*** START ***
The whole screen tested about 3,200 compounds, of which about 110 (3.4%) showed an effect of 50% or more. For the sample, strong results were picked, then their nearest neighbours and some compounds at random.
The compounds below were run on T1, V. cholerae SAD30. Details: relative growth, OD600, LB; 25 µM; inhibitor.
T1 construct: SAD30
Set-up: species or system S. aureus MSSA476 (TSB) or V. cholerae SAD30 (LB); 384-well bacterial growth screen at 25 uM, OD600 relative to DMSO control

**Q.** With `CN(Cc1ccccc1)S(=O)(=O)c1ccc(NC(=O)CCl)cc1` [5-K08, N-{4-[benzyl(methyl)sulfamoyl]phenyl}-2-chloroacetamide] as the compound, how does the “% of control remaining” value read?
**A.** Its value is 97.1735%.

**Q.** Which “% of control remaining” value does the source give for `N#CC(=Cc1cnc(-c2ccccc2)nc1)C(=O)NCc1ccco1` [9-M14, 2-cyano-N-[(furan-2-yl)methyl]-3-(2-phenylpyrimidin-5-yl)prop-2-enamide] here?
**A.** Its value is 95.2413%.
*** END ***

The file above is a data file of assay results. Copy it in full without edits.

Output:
The whole screen tested about 3,200 compounds, of which about 110 (3.4%) showed an effect of 50% or more. For the sample, strong results were picked, then their nearest neighbours and some compounds at random.
The compounds below were run on T1, V. cholerae SAD30. Details: relative growth, OD600, LB; 25 µM; inhibitor.
T1 construct: SAD30
Set-up: species or system S. aureus MSSA476 (TSB) or V. cholerae SAD30 (LB); 384-well bacterial growth screen at 25 uM, OD600 relative to DMSO control

**Q.** With `CN(Cc1ccccc1)S(=O)(=O)c1ccc(NC(=O)CCl)cc1` [5-K08, N-{4-[benzyl(methyl)sulfamoyl]phenyl}-2-chloroacetamide] as the compound, how does the “% of control remaining” value read?
**A.** Its value is 97.1735%.

**Q.** Which “% of control remaining” value does the source give for `N#CC(=Cc1cnc(-c2ccccc2)nc1)C(=O)NCc1ccco1` [9-M14, 2-cyano-N-[(furan-2-yl)methyl]-3-(2-phenylpyrimidin-5-yl)prop-2-enamide] here?
**A.** Its value is 95.2413%.